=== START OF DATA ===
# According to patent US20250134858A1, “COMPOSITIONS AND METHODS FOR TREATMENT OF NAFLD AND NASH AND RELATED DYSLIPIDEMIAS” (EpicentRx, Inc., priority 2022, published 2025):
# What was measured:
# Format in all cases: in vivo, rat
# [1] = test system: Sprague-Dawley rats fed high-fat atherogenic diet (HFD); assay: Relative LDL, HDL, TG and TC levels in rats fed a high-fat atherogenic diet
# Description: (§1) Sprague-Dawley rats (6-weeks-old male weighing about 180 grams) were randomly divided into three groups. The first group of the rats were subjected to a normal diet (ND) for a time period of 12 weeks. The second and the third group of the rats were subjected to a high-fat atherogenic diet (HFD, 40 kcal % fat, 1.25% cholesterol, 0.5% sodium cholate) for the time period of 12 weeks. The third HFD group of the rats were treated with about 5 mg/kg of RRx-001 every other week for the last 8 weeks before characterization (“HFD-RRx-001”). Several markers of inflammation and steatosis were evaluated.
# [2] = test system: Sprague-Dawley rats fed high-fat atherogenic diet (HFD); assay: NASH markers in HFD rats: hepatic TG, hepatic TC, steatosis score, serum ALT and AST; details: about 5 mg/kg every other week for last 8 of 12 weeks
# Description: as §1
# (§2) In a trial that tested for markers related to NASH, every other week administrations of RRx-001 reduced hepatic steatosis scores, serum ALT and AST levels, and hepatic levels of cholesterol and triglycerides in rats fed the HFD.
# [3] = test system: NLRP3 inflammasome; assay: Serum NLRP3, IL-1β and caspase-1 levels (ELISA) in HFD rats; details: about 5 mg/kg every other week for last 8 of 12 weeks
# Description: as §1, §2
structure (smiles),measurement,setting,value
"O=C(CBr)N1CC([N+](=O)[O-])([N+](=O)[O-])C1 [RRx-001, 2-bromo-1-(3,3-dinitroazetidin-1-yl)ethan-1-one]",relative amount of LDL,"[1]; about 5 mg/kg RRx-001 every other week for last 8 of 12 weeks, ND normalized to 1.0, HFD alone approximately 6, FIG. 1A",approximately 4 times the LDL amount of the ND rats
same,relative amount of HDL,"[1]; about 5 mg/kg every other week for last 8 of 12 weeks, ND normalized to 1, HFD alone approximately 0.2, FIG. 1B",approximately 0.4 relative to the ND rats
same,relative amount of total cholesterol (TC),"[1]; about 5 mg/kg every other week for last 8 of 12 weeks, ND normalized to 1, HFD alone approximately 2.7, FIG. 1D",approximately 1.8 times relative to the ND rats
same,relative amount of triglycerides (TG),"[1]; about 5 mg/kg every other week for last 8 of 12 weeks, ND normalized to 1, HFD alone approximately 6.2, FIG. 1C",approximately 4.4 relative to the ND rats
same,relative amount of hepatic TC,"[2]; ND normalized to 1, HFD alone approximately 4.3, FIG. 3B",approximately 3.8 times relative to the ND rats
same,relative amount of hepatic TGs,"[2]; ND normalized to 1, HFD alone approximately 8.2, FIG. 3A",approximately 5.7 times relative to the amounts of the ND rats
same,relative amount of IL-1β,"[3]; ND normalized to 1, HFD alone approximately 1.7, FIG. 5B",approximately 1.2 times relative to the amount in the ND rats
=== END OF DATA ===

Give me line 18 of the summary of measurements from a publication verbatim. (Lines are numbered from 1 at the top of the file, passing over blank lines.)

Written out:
same,relative amount of IL-1β,"[3]; ND normalized to 1, HFD alone approximately 1.7, FIG. 5B",approximately 1.2 times relative to the amount in the ND rats